In this step-by-step task, we look at what classroom action research is and how to get started.

What is classroom action research?  

Classroom action research begins with a question or questions about classroom experiences, issues, or challenges. It is a reflective process which helps teachers to explore and examine aspects of teaching and learning and to take action to change and improve.

Why do it?

It helps you to:

  • deepen your understanding about teaching and learning
  • develop your teaching skills and knowledge
  • try out different approaches and ideas
  • develop reflective practice
  • improve student learning. 

How to do it

  1. Reflect
    Talk to your colleagues. What questions do you have about teaching? What topics are you and your colleagues interested in? Are there problem areas, or aspects of teaching/learning you are all unsure about? Make a list. From your list, decide together the topic for the classroom action research. To help you decide, discuss why you want to do it. What are the benefits to teachers and to learners?  When you have decided, write one or two questions about your topic which will guide what you do.
  2. Explore

    Reflect on your topic questions. Where can you find information to help you plan the research?  Do you need to consult published materials or the Internet for information and ideas?  Find out as much as you can about the topic to help you plan how to do the action research.
  3. Plan

    Think about: how long it will the action research take?  How will you record the research?  There are different ways of doing classroom action research.  It can be as simple as just writing down your own reflections relating to the topic after a lesson or sequence of lessons or it could include questionnaires, observations, audio recordings and so on.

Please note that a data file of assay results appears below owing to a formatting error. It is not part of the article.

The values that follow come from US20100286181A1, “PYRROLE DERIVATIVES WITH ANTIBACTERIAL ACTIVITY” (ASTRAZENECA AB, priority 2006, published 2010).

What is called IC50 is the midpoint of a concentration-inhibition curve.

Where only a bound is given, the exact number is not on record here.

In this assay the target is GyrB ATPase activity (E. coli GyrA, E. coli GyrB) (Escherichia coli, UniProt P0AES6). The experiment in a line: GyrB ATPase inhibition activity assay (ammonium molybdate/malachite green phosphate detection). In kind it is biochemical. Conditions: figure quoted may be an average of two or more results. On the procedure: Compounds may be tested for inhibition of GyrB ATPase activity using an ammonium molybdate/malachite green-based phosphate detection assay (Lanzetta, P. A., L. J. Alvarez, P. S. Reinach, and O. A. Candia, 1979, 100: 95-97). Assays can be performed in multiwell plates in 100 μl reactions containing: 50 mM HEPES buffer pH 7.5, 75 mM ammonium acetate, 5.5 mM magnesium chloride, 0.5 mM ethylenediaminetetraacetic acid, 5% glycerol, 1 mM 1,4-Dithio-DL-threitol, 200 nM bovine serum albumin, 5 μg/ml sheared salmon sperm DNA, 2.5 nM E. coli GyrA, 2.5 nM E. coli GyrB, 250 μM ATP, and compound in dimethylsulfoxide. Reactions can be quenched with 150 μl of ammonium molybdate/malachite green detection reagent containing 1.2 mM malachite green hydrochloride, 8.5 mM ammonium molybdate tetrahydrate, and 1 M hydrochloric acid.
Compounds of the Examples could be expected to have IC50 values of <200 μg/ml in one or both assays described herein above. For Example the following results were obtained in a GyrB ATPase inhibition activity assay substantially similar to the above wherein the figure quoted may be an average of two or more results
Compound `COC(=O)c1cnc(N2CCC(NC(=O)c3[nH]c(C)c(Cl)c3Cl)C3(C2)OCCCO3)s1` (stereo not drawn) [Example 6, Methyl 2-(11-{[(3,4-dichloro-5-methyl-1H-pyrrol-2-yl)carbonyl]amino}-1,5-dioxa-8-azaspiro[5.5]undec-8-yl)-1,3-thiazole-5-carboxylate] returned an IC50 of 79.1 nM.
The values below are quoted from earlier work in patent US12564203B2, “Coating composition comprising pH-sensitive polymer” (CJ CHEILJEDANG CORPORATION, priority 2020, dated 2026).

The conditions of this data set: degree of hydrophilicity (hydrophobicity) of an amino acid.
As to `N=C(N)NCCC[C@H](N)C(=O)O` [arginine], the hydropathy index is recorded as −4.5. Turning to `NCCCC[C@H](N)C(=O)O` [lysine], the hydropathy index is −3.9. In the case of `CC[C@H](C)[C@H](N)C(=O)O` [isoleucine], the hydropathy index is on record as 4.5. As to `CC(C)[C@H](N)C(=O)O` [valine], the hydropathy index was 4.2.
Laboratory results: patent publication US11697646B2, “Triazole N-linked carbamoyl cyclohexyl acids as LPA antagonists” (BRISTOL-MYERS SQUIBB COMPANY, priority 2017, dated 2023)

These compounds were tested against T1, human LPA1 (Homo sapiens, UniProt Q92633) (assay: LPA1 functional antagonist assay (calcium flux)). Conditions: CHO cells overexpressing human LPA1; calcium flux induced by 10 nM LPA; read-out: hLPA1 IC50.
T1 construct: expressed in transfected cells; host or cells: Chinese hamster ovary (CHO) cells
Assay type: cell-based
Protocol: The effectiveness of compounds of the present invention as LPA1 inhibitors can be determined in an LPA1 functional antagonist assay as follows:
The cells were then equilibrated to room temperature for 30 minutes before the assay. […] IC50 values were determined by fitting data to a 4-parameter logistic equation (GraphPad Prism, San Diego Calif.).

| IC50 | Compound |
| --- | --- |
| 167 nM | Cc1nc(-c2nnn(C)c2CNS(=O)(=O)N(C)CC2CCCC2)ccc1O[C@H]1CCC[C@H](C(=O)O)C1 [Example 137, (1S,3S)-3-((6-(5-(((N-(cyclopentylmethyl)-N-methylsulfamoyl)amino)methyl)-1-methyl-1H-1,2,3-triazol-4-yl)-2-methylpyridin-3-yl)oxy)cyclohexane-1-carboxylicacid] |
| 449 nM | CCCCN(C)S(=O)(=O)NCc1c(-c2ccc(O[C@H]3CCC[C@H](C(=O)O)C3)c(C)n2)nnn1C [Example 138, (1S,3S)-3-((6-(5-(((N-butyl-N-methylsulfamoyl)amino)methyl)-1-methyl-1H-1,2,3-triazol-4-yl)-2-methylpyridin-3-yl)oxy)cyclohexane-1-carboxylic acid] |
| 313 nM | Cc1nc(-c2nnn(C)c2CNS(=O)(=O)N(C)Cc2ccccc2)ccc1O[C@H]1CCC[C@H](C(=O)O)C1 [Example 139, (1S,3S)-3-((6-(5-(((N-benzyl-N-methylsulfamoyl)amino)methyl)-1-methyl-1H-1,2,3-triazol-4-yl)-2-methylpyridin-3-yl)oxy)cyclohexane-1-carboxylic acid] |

4. Research

    Carry out the action research using your chosen method.  Some ideas are:
    • Peer observation
    • Teacher diary
    • Learner feedback
    • Lesson evaluation
    • Recording lessons
    • Reflecting on learners’ work
    • Surveys

    Choose the method which best suits your topic questions.
  5. Researching together

    It is also helpful to carry out action research with a colleague or group of colleagues.  This gives you more data to reflect on, compare and discuss.
  6. Analyse

    This stage helps you to make sense of the data you have collected in your research. It is a process of reflecting on, organising and reviewing your data to help you answer your topic questions. What have you found out?  What insights have you gained from the research?  What does your research show you?
  7. Act

    If you have carried out the classroom action research on your own, share your results with your colleagues.  Reflect on the results. How do the results help you and your colleagues?  What changes will you all make?  
  8. Review

    It is important to review the impact of the changes made. How successful were they? Is any follow-up action needed? Are there any differences amongst your colleagues?

Further reading

Research and insight

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